If you've spent any time in competitive gaming you know that one of the biggest (if not the biggest) issues is breaking into mainstream culture. And at this point, "breaking into" sounds about right. We've run into all kinds of problems, and some underhanded entrance might be the only solution left. "Mainstream" is our Holy Grail. Everybody has different theories on how to get there, of course. Some people argue about the games we use, some people argue about the audience we target, and some people argue just because if they're not arguing with somebody they feel like their life is incomplete in a fundamental way, like they've forgotten how to breathe.
I've written about the subject more than once, that's for sure, and today I ran across and interesting article that mirrors a lot of the problems we've seen over the years. The article is written by John Scalzi. He's a Sci-Fi author (and I highly recommend his books -- if you have any love of Sci-Fi you're virtually guaranteed to like them) that also maintains a well-trafficked blog. Recently he did a guest blog on another site about why movies based on video games are genuinely terrible, and might even drive one to drinking.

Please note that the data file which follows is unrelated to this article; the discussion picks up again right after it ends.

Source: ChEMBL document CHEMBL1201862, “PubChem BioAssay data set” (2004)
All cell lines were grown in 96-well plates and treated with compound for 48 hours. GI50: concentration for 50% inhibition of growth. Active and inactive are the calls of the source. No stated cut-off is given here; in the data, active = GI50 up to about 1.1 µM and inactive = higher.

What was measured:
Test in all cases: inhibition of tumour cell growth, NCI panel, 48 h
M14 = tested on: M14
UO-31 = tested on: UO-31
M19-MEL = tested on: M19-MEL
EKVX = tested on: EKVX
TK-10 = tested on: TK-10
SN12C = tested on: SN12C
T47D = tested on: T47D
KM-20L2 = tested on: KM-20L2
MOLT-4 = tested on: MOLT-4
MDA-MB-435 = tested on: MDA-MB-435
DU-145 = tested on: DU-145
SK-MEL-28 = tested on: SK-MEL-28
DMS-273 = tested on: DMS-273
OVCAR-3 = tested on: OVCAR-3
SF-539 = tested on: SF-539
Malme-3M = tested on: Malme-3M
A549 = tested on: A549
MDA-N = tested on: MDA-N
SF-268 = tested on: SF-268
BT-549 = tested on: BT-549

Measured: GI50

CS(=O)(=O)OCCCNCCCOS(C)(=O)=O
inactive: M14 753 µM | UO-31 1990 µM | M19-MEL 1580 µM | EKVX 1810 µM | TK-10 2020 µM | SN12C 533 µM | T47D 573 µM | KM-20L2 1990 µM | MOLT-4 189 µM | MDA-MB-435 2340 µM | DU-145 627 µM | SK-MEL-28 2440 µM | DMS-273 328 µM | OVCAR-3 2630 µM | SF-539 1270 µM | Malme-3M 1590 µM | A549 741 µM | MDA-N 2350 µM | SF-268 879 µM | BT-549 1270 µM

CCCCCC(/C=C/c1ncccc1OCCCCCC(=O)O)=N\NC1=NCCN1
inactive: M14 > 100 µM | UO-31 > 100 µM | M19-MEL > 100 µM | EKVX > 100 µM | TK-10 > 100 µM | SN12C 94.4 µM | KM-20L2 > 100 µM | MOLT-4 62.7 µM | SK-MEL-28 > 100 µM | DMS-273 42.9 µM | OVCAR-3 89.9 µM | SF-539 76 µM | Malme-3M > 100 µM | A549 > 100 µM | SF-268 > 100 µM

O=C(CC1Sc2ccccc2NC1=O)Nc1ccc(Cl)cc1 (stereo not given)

I can't vouch for that since I avoid movies based on video-games like they were radioactive. The whole article is still worth reading even if you avoid those movies too, but for the larger point I want to make this is how he sums the whole thing up:
"None of this suggests there can't be a good movie based on a video game. All you have to do is get a good filmmaker who puts the story first and aims for an audience with a brain. Which is to say, rather than making a video game flick, they make a good flick that happens to be based on a video game."
Just replace the word "flick" with "league" and you have a great summary of why the CGS failed, and I'm sure the same switch works for just about anything else -- tournament, organization, etc, etc. Basically, imagine if people "in the industry" stopped focusing on the "video games" part of the equation and instead focused on making a good product that just happens to contain video gaming ... well, things would be a lot different, wouldn't they? And I think that's part of our problem.